Therefore, I decided to do some research on the different types of alcohol-remedy medications available to share in the event this could be a viable avenue for some.
Disulfiram — FDA approved
Disulfiram (also known as Antabuse) was one of the first FDA-approved drugs used to treat alcohol use disorder.
How it works is that it changes the way your body breaks down alcohol by blocking one of the enzymes involved in alcohol metabolism. This blockage usually results in you getting sick while you drink it. The hope is this should deter you from drinking by not creating a very pleasant experience when you do it.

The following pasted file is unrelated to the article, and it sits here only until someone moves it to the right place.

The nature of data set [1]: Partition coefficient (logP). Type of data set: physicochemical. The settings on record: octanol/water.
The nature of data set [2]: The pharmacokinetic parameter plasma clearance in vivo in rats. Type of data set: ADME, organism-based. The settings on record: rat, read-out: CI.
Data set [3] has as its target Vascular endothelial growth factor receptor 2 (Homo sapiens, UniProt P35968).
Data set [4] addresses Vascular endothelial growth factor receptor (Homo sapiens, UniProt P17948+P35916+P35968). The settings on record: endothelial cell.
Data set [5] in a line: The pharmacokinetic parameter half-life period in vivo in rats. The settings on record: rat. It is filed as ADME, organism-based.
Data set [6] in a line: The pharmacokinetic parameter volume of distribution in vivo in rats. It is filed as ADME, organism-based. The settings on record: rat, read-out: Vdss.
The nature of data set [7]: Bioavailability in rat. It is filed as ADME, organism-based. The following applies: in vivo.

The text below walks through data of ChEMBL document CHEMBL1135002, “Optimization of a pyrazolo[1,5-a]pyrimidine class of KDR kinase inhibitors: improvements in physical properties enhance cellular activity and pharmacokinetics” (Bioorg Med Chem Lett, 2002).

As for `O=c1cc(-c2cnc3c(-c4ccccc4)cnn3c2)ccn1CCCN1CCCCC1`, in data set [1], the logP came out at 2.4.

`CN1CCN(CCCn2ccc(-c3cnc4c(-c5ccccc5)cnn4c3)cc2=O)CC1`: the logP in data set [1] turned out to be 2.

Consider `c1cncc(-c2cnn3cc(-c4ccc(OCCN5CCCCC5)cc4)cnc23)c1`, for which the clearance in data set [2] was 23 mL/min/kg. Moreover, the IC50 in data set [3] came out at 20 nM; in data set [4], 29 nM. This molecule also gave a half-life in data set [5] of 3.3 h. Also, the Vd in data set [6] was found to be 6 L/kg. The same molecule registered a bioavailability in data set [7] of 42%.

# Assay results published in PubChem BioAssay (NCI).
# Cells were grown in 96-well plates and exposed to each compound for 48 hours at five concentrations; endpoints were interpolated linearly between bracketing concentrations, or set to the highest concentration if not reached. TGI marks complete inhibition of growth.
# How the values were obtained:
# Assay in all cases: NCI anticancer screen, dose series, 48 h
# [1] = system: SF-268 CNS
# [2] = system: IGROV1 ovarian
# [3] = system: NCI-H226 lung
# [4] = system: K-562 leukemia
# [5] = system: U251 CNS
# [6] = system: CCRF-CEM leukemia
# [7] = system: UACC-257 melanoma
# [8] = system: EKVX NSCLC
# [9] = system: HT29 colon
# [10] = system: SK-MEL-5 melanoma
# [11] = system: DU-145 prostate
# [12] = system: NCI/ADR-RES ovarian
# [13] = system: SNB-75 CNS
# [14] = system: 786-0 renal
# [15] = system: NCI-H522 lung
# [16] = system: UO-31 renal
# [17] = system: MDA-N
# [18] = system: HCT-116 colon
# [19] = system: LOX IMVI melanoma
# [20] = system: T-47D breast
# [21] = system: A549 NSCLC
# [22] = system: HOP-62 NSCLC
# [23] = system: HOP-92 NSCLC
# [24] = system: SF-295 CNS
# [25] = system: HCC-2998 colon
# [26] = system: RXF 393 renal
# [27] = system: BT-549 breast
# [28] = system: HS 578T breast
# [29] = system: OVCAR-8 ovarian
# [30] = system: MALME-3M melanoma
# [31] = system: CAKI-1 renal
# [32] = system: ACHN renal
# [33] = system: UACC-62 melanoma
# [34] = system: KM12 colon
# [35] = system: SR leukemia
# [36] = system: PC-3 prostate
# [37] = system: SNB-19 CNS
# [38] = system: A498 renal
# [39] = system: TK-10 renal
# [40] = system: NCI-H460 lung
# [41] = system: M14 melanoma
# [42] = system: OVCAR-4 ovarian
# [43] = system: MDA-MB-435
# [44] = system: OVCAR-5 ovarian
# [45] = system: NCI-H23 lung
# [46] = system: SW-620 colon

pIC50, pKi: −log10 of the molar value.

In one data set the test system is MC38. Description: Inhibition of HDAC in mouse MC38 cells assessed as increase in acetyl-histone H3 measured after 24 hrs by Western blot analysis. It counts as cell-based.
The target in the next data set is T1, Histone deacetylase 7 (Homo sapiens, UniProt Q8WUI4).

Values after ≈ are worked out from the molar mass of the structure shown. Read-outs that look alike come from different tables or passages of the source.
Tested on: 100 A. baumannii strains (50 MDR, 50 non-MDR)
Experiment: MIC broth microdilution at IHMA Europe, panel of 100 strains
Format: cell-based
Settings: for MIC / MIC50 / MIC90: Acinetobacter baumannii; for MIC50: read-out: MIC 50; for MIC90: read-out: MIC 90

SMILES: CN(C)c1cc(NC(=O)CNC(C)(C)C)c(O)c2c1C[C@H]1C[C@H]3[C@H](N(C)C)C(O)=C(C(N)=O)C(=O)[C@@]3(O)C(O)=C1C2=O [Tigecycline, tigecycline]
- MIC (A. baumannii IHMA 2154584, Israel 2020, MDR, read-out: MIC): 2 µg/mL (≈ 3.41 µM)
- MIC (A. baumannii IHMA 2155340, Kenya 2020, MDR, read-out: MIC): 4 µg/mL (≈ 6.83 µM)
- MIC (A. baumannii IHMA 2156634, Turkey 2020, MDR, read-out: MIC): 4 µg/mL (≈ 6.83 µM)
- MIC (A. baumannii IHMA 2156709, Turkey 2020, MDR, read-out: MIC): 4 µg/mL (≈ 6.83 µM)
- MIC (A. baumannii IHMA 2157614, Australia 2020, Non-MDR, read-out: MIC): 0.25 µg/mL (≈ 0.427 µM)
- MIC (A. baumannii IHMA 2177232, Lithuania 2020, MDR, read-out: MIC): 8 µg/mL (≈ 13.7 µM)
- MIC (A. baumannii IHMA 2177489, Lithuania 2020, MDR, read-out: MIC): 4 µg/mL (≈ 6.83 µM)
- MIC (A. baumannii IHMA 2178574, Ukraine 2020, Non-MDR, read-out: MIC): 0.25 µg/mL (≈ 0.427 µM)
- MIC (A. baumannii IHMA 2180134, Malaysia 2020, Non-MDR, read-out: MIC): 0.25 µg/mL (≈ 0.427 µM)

This usually results in alcohol causing some type of vomiting or headache that is somewhat similar to a really bad hangover.
One negative on this drug is that it is completely dependent on individuals taking it consistently and some just might stop taking it when they want to start drinking. One study showed that only 20% of individuals who take it are compliant without supervision.
Some of the potential side effects include bad breath, rash and acne, fatigue, headache, and sexual dysfunction.
Naltrexone — FDA approved
Naltrexone (also known as Vivitrol) is probably one of the more well-known drugs to help stop drinking. It is somewhat preferred because it doesn’t have to be taken as consistently as some of the others (if you get the shot) and can be taken while you are still drinking.